5 expert tips to help organize small homes for seniors
Tiny homes can be safe, smart, and functional
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Granny pods, elder cottages, echo housing, tiny houses, or accessory dwelling units. Call them what you will, but tiny homes for seniors aging in place in the backyards of adult family members or loved ones require serious downsizing and organization. Despite the effort, the process can also be extremely worth it financially, says Henry Moseley, president of Home Care Suites in Tampa.
The return on investment for the starting price for his 450-square foot Floridian model, for example, is realized at two and a half years based on the typical cost of long-term care: $3,000 monthly. Such cottages offer a unique way to maintain long-term privacy and proximity, he says. Many prefab granny pods are designed on one floor, with wide doorways and low-threshold showers to accommodate wheelchairs. Others, like Elder Cottages, offer residents with mobility challenges elevated toilets and reinforced bathroom walls for optional grab bars.
No matter whether you’re a senior researching tiny homes, downsizing to a smaller house, or even moving into a loft apartment, here are some tips and hints on the best values from top home organizers who frequently work with retirees.
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1. Cook up storage solutions
Kitchen remodeling is one of the easiest ways to downsize, says organization and productivity coach Caroline Gunter, CEO of The Swedish Organizer. The whole idea is that seniors spend more time with their families in the main living space, so they aren’t spending as much time cooking meals for themselves. That means there’s less need for bulky cake pans and cumbersome appliances.
“Nesting everything is amazing, especially things you may need a lot of in a home, like bowls, mugs, and cookware,” she says. Gunter is a fan of stackables like this set of RV-friendly pots and pans ($144).
Julie Coraccio, a professional organizer and certified life coach in West Virginia, raves about collapsible colanders and anything stackable and colorful from Joseph Joseph. Not only are the bright tones suitable for aging eyes, but this set ($50) offers a mixing bowl, measuring spoons, and a strainer that all fit into each other for storage in small spaces. Coraccio suggests storing smaller kitchen items in this foldable desk with shelves that serves a dual purpose for eating and working.
With her Swedish roots, it’s no surprise Gunter is a fan of IKEA’s minimalist design. She recommends the Norden drop-leaf table to make storage, shelving, and dining easier.
2. Invest in foldable or multi-purpose furniture
There’s no way to do ‘tiny living’ without creative ways to store things,” says Coraccio. Luckily, there are more ways than ever to squirrel away books and blankets thanks to furniture with storage.
She’s a fan of ottomans ($122) that can double as seating for guests. And an upholstered, compact storage and seating bench near the door is ideal for seniors who may need a space to sit when taking off shoes or when transporting groceries inside. Another favorite is this accent chair ($200) with a pop-up storage cabin and a back that flips down so it can be easily stored itself.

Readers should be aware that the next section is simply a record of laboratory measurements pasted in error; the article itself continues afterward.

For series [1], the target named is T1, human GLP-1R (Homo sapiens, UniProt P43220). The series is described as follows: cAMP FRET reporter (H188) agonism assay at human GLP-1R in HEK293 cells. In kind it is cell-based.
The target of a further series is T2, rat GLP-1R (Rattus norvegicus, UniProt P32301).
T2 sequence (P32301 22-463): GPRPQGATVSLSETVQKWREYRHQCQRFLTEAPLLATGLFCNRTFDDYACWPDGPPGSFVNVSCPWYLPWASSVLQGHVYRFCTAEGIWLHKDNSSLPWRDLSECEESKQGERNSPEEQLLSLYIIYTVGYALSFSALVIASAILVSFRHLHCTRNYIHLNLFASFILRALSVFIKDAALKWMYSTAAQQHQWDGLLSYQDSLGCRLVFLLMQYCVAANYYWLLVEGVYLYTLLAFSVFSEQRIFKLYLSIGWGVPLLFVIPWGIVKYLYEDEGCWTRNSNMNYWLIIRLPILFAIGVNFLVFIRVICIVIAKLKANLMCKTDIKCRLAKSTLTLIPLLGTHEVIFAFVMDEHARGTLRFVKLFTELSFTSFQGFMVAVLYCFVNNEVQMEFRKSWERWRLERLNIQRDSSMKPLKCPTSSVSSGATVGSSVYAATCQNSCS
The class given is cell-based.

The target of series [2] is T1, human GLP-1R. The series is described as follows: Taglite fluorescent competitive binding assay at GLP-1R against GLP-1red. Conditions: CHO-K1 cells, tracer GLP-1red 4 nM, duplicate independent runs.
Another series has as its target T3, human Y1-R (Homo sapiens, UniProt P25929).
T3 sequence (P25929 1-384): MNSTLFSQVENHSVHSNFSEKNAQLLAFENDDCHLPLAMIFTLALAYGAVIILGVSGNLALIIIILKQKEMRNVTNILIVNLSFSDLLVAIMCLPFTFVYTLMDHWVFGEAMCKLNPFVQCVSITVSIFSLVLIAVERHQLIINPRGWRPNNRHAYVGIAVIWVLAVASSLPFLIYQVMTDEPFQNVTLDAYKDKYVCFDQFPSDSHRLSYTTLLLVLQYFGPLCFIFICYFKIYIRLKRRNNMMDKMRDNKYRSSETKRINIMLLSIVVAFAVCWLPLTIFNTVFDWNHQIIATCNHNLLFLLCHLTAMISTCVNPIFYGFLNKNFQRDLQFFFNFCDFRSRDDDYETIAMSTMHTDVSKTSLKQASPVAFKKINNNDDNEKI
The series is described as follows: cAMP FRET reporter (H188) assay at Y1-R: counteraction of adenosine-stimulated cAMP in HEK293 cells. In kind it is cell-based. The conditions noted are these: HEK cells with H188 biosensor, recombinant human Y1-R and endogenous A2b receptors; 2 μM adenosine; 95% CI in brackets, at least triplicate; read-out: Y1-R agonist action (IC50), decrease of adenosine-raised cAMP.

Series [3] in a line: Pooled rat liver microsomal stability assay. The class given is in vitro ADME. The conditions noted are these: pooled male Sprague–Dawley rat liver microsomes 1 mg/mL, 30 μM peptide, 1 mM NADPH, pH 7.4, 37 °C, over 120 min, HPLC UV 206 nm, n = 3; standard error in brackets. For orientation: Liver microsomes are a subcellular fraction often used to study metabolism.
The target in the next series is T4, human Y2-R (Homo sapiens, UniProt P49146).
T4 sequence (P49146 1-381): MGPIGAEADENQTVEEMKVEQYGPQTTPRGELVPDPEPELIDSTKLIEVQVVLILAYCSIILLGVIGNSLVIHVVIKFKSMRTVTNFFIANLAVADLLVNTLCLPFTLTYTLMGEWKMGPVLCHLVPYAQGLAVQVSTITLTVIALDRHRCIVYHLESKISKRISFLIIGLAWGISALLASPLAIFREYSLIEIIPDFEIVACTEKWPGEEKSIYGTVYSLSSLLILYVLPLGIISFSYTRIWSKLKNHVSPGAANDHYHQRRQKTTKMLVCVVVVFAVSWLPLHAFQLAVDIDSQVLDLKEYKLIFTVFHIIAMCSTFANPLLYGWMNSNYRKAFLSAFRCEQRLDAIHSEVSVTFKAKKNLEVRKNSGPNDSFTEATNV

With zero home remodeling required, this convertible upholstered folding sleeper collapses into a large ottoman. But for seniors who may have mobility issues, a wall bed with storage and more back support is Coraccio’s choice. The made-to-order Breda Bed Urban Murphy model with hutches is her favorite model for compact spaces.
3. Buy multi-use bathroom tools
It’s all about “multi-purpose” in the bathroom, says Coraccio. She suggests streamlining multiple cleaning products into an all-in-one, like shower gel that doubles as shampoo ($22); and those from Simple Green. A collapsible bucket is easy to store, and also easy to expand when it comes time to sponge or mop, she says.
Any aging-in-place bathroom requires safety features like grab bars, but those with shelving are essential for tiny homes. Moen offers two bars that include storage options—a traditional model and a handy corner model ($54).
4. Get creative storage and shelves
Gunter loves modular shelving and storage, including this rolling cart ($100) that can be moved around easily. Coraccio’s pick is a bed stand organizer with three sizes of open-front bins that can be switched around for entryway storage, for instance. Since seniors are often taking several medications, streamlining storage of multiple bottles is often one of her first approaches, Coraccio says. This 28-day model with lights and alarms is among her favorites.
For granny pods, Gunter suggests asking the owner of the larger home on site to clear out some attic or garage space to store seasonal items or “memories.” Many of Coraccio’s clients opt to digitize decades of photos onto a frame meant for those with limited wall space that allows images to rotate. Lightweight, clear totes ($20) make it easy for those with limited grip strength and sight considerations to see what they’ve put in storage, says Gunter.
5. Consider accessories and apps
Inexpensive folding hooks ($9) are among Gunter’s favorite low-cost hacks to tiny living without major home modifications or remodeling projects, while Coraccio often uses—or suggests that her clients download—two apps. For those wondering what furniture will fit into their tiny home, Magicplan (free trial) creates 3D floor plans. When photos of the home are uploaded, the app calculates dimensions of the spaces so that any new furniture purchases fit in easily.
And for those trying to decide what to keep and what to part with, Sortly (free trial) creates a visual inventory of a home. The app helps seniors keep track of items with QR labels and searchable tags.
Prices were accurate at the time this article was published but may change over time.